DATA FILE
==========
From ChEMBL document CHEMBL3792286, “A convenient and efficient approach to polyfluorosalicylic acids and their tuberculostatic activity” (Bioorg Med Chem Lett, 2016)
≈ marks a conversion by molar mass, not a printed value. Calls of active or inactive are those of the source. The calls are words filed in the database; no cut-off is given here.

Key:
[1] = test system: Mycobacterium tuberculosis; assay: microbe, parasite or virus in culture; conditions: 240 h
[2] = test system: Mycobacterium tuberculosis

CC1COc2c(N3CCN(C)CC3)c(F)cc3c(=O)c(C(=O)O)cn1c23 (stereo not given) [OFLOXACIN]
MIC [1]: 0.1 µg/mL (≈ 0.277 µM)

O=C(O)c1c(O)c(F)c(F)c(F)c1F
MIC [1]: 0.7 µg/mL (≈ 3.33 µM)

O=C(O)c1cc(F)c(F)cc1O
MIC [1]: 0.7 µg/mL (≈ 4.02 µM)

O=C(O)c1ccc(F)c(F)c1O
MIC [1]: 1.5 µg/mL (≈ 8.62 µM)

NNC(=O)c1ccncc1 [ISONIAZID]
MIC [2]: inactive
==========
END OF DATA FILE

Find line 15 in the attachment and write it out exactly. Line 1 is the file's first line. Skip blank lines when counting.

MIC [2]: inactive